How many here would continue to rely on their lawyer that has been charged with a serious crime such as a felony? Could you trust his/her judgement? If he/she has the charges dismissed or is found not guilty then fine, back to business. But until such time, this person should NOT be providing legal advice to the state. There is constant talk about "some animals" being treated better then others. If the common man gets treated a certain way at the onset of a felony charge, why is the state attorney general being treated better? And a better question, why are people here supporting his better treatment? Hold everyone to the same standards regardless of their political position or on whom their employer is.

    Quote Originally Posted by Grapeshot View Post
    A grand jury indictment is not a charge.
    http://criminal.findlaw.com/criminal...jury-work.html
    Grapeshot, you need to read that carefully. a grand jury indictment is a charge. It's an alternative to the prosecutor bringing the charge his/herself. In this case, the state attorney general is surrendering himself for booking as of Monday.


    Regardless, I'm done. It's obvious that people here would rather attack me then the actual problem.
    Armed and annoyingly well informed!

    There are two constants when dealing with liberals:
    1) Liberals never quit until they are satisfied.
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    Quote Originally Posted by Grim_Night View Post
    Ok, lets put it another way. As utbagpiper said, If any one of us were to be charged with a felony, our right to keep and bear arms would be stripped away until either the charge was dismissed or ultimately, we were to be found "not guilty" of the crime. Through the whole process, how many of us would keep our jobs? How bout those of us that need a background check for our jobs? What about military personnel? How many employers out there would let you keep your job for the duration of the trial? This also falls on ethical standards.

    How many here would continue to rely on their lawyer that has been charged with a serious crime such as a felony? Could you trust his/her judgement? If he/she has the charges dismissed or is found not guilty then fine, back to business. But until such time, this person should NOT be providing legal advice to the state. There is constant talk about "some animals" being treated better then others. If the common man gets treated a certain way at the onset of a felony charge, why is the state attorney general being treated better? And a better question, why are people here supporting his better treatment? Hold everyone to the same standards regardless of their political position or on whom their employer is.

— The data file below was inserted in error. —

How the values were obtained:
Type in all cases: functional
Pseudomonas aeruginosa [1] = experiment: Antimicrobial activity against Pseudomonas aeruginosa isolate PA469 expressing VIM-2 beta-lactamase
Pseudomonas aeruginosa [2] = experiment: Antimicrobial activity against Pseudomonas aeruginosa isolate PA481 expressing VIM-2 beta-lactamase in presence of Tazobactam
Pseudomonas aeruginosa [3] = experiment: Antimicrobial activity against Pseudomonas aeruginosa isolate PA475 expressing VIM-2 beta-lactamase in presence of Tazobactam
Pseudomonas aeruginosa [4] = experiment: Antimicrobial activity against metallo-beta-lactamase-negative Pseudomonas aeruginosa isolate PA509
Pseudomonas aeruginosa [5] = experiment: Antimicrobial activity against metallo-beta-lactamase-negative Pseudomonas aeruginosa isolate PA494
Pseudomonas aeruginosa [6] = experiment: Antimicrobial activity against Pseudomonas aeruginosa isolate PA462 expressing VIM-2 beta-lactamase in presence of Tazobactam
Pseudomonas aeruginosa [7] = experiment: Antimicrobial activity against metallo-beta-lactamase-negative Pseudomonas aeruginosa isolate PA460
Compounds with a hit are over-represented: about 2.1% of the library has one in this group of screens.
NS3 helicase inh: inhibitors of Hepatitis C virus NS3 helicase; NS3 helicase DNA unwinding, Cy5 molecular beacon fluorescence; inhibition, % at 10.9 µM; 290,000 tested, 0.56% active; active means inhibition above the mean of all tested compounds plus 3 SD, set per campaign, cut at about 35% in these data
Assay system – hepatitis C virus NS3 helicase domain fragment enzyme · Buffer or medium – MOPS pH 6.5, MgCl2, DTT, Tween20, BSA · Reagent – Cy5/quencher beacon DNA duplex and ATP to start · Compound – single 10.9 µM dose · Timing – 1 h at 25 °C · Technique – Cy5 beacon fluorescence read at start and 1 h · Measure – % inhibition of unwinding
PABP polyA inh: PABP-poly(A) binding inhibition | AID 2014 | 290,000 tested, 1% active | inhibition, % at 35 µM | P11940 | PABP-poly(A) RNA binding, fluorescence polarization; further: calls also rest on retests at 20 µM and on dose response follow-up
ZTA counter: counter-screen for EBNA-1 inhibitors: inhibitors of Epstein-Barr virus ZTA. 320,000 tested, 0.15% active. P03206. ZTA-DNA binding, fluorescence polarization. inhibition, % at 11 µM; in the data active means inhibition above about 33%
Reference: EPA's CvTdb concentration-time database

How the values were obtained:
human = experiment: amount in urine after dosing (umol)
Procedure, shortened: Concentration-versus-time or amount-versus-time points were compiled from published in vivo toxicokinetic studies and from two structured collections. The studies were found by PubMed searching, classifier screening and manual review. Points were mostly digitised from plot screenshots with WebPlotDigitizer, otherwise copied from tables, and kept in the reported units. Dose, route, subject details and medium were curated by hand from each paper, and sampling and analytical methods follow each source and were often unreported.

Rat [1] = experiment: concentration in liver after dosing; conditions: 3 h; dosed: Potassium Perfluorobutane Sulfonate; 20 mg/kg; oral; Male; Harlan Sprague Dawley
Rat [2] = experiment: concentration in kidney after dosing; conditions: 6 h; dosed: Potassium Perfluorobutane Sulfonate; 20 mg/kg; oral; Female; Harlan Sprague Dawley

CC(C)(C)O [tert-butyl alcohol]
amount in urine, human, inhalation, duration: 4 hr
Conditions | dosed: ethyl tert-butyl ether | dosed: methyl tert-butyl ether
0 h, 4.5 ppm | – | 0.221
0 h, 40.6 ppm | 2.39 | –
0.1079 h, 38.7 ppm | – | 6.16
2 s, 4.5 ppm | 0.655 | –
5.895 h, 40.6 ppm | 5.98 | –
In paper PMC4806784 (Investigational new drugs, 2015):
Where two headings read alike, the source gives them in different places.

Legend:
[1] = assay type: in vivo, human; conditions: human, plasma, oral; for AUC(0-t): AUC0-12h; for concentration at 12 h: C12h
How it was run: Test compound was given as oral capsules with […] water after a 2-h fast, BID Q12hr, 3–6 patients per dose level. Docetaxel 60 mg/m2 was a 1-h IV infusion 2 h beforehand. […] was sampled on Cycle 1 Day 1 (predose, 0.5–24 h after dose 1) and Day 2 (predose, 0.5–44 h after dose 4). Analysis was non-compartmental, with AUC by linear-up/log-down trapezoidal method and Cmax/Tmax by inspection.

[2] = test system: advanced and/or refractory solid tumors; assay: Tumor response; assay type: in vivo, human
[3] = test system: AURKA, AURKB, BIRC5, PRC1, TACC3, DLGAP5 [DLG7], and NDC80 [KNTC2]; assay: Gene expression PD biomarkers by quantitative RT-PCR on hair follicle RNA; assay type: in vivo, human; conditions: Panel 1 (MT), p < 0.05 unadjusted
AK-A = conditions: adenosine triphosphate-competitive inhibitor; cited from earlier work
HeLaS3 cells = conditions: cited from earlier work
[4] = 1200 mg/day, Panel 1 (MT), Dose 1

Grapeshot, you need to read that carefully. a grand jury indictment is a charge. It's an alternative to the prosecutor bringing the charge his/herself. In this case, the state attorney general is surrendering himself for booking as of Monday.


    Regardless, I'm done. It's obvious that people here would rather attack me then the actual problem.
    They are attacking the "problem". The problem, of course, is your "guilty until proven innocent" way of thinking as a solution.

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    Regular Member Dave_pro2a's Avatar
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    Quote Originally Posted by Grapeshot View Post
    Maybe because being under indictment is not the same as being determined to be guilty.
    The Bar in most states is the body who decides if a person will have their license to practice law suspended -- not the courts.

    A conviction in court should NOT be required to jettison an immoral attorney from the Bar Association.
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    Quote Originally Posted by FTG-05 View Post
    They are attacking the "problem". The problem, of course, is your "guilty until proven innocent" way of thinking as a solution.
    I didn't take Grim's post as supporting the whole wrongful treatment.